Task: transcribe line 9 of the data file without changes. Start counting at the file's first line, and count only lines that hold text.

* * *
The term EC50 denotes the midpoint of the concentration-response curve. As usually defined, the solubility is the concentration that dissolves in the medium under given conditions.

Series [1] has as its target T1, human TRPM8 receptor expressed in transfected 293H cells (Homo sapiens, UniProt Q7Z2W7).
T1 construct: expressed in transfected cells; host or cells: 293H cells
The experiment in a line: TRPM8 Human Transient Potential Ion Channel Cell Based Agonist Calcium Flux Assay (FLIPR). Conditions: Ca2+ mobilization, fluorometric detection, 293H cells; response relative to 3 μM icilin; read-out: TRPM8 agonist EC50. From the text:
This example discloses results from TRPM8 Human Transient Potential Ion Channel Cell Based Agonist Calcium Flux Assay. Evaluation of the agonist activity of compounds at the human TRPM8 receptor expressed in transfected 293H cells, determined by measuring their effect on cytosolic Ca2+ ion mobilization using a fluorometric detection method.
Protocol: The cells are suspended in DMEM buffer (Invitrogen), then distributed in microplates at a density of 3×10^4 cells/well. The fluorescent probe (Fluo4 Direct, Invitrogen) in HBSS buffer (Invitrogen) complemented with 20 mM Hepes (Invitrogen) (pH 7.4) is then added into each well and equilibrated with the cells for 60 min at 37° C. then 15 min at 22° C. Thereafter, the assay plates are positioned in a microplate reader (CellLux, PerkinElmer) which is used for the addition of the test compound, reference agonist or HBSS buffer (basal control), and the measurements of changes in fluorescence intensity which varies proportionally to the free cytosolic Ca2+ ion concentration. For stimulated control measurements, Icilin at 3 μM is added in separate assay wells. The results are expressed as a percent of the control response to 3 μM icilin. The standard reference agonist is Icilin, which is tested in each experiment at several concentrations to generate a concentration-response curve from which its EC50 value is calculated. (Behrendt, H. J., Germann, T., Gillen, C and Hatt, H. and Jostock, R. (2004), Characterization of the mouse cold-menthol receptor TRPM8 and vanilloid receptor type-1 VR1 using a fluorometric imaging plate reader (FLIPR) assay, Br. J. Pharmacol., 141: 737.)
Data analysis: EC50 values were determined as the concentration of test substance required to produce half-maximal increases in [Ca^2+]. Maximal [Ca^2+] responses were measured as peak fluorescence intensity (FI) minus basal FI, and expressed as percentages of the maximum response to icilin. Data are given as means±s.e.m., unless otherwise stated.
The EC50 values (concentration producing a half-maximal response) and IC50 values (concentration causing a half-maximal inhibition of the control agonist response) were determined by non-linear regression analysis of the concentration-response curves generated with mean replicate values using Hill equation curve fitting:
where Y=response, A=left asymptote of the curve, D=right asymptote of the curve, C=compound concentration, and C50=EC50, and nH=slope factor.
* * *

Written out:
where Y=response, A=left asymptote of the curve, D=right asymptote of the curve, C=compound concentration, and C50=EC50, and nH=slope factor.